here are certain rites of passage
that happen in any childhood. In
fourth grade, many are allowed to
have their first sleep-over party;
and at 13, many parents give their children
a small blue book that silently haunts most
adolescents, Tiffany’s Table Manner for Teens.
At the time, it leads to eye-rolls – a glimpse
at the content reveals such useful fare as
“when drawing soup, one must pull the spoon
away from oneself and the bowl.” The book
delicately outlines potential social landmines
and elaborately details how to pull off a
successful party. “To be a good host, you must
provide for your guest,” writes Walter Hoving (former president of Tiffany & Co.).
This Halloween, many of The Young & the
Guest List (Y&GL) crowd were invited to a
“Hallow’s Eve Affair” by a series of hosts. The
expected standard offerings were all there: a
favorite DJ, a People bachelor, a Polo guru and
a ubiquitous party boy. It was “invitation only,”
and guests were required to R.S.V.P. In any
other city, you would assume the hosts were
generous and gracious
enough to pay for the
evening and that (of course) there would be an
open-bar. Not so in Washington.
Over the last two years, a new phenomenon
has emerged. Clubs and restaurants now use
younger socialites as promoters to draw the “right”
crowd. Without fail, we now receive E-vites
(electronic invitations) requesting our presence at
Smith Point with a list of names on it for Thursday
night. We’re not sure why this is happening. One
would assume the clubs are throwing kickbacks to
these “hosts,” but that’s not the case.
Having your name on the right committee
is prestigious when it’s tied to causes such as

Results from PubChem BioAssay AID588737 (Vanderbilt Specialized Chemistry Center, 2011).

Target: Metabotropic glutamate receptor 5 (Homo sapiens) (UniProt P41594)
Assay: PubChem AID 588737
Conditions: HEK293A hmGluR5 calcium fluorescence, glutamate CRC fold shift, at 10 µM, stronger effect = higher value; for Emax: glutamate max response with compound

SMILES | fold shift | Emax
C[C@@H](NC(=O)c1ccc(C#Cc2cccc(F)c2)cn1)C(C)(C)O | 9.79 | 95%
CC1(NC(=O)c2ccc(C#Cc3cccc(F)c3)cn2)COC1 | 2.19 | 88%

the Corcoran Gallery of Art, the Washington
Ballet or the Kennedy Center.
Tying a name
to a nightclub opening where you essentially
invite your friends to support a for-profit
business is a different story. As The Washington Times society editor Kevin Chaffee says, “It’s
not a party if you have to pay.”
In New York, you would never receive an
invitation saying “Ivanka Trump and friends
invite you to [be a customer at] Pink Elephant.”
Furthermore, many of these “hosts” don’t even
bother to show up at their own “parties.” We
don’t know why we’re required to R.S.V.P. to
attend a bar we regularly frequent.
We’re thrilled to see sexy lounges, but
Washington is a smart city and the disguised “party
E-vite” is wearing thin. We’re happy to be invited
to clubs, and if you insist on an E-vite to Blue Gin,
also disclose that upon arrival we’ll have to pay
$14 for a glass of second-rate champagne and that
these “hosts” are in effect, working for the house.
What happened to traditional promoters doing a
great job at bringing people out? Works for every
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